Why did you not buy REA Group Ltd [ASX:REA] in 2000?

It was obvious wasn’t it?

This was going to be a company worth far more in the years ahead.

Just consider their business model…

REA has that amazing network effect. It’s much like the one that’s made Facebook one of the world’s most valuable companies.

As more property buyers jump onto realestate.com.au, it encourages more sellers to do the same, and vice versa.

The more people that use the platform, the stronger it becomes.

And back in 2000, you could have picked up stock in this amazing business for a couple of cents. Today, the same stock is worth more than $90 a piece, an appreciation of more than 11,000%!

Why did you not buy this company? Why did more people not buy this company?

Do we all just hate money or something…?

The ones that got away…

You could run the same thought exercise for a whole bunch of wonderful companies.

Microsoft, Intel, Google, Facebook, Amazon…you get the idea.

Why in the world did investors not just pick any one of the above and just sit on it?

The returns from any one of these investments would have handed you some of the best returns in the industry.

Yet few bought them, and fewer still held them as they soared up 10 times, 20 times or even 50 times from their original value.

These are the investments we all look at and say: ‘Of course. I knew this thing was going to be big. If only I had have bought it back then!’

Think about the services some of these stocks provide?

Microsoft and Google, I mean, could you even imagine a world where these two companies don’t exist? MS Office and Google’s search are probably two things I use more than five times a day. It might not be that much different for you.

Or how about we go back to REA Group?

Imagine a world where REA Group never happened…

Sure, we still have Domain. But you property buyers out there, and especially realtors, know nothing else compares.

REA is the portal for Aussie property.

It’s taken years and millions of dollars for REA to make it that way too.

While there’s a long list of ‘the one that got away…’, try not to feel depressed.

Today I want to show you how you could make that list smaller, and pick up more of the big idea stocks, rather than watching them go by making others rich. [openx slug=inpost]

We all look silly in hindsight

Of course, it’s not as easy as saying ‘Why didn’t you buy REA Group, or this or that stock.’

Take Google for example.

This is one of the best businesses on the planet. Yet it didn’t seem that way when Google first listed in 2004.

The blog, A Wealth of Common Sense pointed out:

Even after they [Google] were public for a few years there were still plenty of doubters. Marianne Jennings wrote a book called The Seven Signs of Ethical Collapse which was published in 2006. Jennings does a nice job deconstructing the Enron, Worldcom, and Tyco debacles as a framework for spotting red flags in company management, financial statements, boards, corporate policies, and unethical behaviour.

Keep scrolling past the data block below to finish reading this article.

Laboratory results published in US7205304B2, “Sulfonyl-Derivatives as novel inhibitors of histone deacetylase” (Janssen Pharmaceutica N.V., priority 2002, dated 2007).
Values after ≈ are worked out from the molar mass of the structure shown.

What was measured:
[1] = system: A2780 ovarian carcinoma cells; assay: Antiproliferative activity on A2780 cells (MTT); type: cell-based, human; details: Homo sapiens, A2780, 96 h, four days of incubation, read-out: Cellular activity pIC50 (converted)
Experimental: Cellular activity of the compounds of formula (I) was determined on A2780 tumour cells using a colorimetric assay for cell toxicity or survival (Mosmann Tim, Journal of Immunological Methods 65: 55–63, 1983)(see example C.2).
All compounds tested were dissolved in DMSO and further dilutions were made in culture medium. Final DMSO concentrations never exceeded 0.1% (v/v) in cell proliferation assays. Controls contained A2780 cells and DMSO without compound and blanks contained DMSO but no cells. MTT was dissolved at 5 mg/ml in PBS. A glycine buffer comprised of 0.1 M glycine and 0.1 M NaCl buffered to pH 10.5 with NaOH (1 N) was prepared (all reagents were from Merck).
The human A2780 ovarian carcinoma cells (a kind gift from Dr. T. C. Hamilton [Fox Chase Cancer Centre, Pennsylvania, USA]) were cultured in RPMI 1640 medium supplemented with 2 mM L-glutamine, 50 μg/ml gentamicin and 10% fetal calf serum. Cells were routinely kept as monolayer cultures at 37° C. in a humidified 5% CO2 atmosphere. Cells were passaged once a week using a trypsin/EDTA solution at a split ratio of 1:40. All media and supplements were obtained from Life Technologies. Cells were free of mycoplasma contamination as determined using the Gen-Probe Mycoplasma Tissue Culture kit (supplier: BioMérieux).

At the end of the book, she then uses that framework to predict companies and industries that could be in trouble in the future. One of the companies she chose is none other than Google.

It’s because the future of Google was far more uncertain than it is today. In 2004, it was hard to imagine a world where search would be so important and that one company would dominate that market.

It’s the same story for companies like REA Group.

Sure, investors thought it was a good idea. But they didn’t buy it either because it was too expensive, they miscalculated the potential market size, or they couldn’t foresee the myriad of products which REA could launch to complement their classified business.

So what’s the solution to picking up more stocks like REA Group and Google?

First let me tell you what you shouldn’t do…

Hoping for luck will make you poor

We’re not trying to buy a lottery ticket. Being hopeful and lucky is never an easy strategy to get rich.

Uber, for example, is a company I believe I’ll never look back on and say, ‘Damn, I wish I’d bought that one.’

That’s because Uber, as it stands today, is an unprofitable business. And they’ll likely stay that way as they continue to fund rides.

They funnel much needed cash into pipe dreams, which might just turn out as unprofitable as their ride hailing business.

If Uber does ever reach Google status, it will do so as a completely different company. One that has a strong core business that few if any competitors can replicate.

Weighing up ‘the next big thing’ is a helpful exercise, though.

Not only does it colour your opinions of businesses and different business models, it can challenge your original ideas and force you to think of a wide range of possibilities.

Rather than saying ‘Of course, this was going to be a sure thing’, always look for ideas to challenge your own.

Maybe all it takes is one simplified explanation or metaphor to change your mind. And with that, you could have your hands on the next REA Group…

Your friend,

Harje Ronngard